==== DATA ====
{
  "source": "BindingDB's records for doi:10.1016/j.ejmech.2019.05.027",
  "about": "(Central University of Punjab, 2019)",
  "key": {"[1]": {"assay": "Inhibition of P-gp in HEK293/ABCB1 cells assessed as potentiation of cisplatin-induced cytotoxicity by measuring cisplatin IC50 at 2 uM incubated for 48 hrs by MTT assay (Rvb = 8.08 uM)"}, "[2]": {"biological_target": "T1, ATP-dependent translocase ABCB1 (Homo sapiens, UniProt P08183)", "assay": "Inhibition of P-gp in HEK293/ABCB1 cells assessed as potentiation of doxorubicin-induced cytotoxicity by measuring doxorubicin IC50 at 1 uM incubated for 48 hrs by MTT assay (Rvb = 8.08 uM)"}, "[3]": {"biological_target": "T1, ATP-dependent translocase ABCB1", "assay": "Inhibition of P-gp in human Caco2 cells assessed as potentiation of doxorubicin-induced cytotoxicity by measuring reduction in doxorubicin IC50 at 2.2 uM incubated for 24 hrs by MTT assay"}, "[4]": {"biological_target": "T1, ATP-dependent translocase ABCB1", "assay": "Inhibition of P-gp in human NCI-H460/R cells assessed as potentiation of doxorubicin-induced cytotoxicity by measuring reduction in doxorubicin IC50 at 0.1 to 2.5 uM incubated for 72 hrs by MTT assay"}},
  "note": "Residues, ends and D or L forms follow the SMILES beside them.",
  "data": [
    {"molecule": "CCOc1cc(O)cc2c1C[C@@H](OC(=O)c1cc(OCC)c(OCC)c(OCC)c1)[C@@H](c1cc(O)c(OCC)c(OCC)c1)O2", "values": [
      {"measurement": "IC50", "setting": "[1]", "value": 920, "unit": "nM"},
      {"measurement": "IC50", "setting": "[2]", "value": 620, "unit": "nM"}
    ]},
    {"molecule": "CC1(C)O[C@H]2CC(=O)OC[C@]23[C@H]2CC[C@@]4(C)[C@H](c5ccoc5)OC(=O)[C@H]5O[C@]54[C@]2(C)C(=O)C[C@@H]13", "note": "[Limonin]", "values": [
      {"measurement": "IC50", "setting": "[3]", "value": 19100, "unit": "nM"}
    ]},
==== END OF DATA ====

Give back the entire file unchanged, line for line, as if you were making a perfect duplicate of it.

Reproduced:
{
  "source": "BindingDB's records for doi:10.1016/j.ejmech.2019.05.027",
  "about": "(Central University of Punjab, 2019)",
  "key": {"[1]": {"assay": "Inhibition of P-gp in HEK293/ABCB1 cells assessed as potentiation of cisplatin-induced cytotoxicity by measuring cisplatin IC50 at 2 uM incubated for 48 hrs by MTT assay (Rvb = 8.08 uM)"}, "[2]": {"biological_target": "T1, ATP-dependent translocase ABCB1 (Homo sapiens, UniProt P08183)", "assay": "Inhibition of P-gp in HEK293/ABCB1 cells assessed as potentiation of doxorubicin-induced cytotoxicity by measuring doxorubicin IC50 at 1 uM incubated for 48 hrs by MTT assay (Rvb = 8.08 uM)"}, "[3]": {"biological_target": "T1, ATP-dependent translocase ABCB1", "assay": "Inhibition of P-gp in human Caco2 cells assessed as potentiation of doxorubicin-induced cytotoxicity by measuring reduction in doxorubicin IC50 at 2.2 uM incubated for 24 hrs by MTT assay"}, "[4]": {"biological_target": "T1, ATP-dependent translocase ABCB1", "assay": "Inhibition of P-gp in human NCI-H460/R cells assessed as potentiation of doxorubicin-induced cytotoxicity by measuring reduction in doxorubicin IC50 at 0.1 to 2.5 uM incubated for 72 hrs by MTT assay"}},
  "note": "Residues, ends and D or L forms follow the SMILES beside them.",
  "data": [
    {"molecule": "CCOc1cc(O)cc2c1C[C@@H](OC(=O)c1cc(OCC)c(OCC)c(OCC)c1)[C@@H](c1cc(O)c(OCC)c(OCC)c1)O2", "values": [
      {"measurement": "IC50", "setting": "[1]", "value": 920, "unit": "nM"},
      {"measurement": "IC50", "setting": "[2]", "value": 620, "unit": "nM"}
    ]},
    {"molecule": "CC1(C)O[C@H]2CC(=O)OC[C@]23[C@H]2CC[C@@]4(C)[C@H](c5ccoc5)OC(=O)[C@H]5O[C@]54[C@]2(C)C(=O)C[C@@H]13", "note": "[Limonin]", "values": [
      {"measurement": "IC50", "setting": "[3]", "value": 19100, "unit": "nM"}
    ]},